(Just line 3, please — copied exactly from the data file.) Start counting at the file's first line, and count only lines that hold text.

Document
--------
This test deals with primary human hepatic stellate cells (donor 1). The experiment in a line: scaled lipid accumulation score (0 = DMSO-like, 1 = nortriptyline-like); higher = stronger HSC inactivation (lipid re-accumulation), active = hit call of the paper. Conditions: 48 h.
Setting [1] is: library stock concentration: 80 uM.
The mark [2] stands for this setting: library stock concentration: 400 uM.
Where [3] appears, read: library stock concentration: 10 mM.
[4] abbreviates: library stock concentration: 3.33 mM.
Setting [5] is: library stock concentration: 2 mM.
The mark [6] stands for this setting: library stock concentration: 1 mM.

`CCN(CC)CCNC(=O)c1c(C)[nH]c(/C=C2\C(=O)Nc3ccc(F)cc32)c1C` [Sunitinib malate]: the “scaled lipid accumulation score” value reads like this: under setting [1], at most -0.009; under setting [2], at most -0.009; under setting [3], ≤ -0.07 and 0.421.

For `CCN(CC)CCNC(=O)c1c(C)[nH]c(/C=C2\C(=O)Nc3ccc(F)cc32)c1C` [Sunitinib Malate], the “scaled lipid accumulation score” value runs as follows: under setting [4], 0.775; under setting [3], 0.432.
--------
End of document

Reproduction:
The mark [2] stands for this setting: library stock concentration: 400 uM.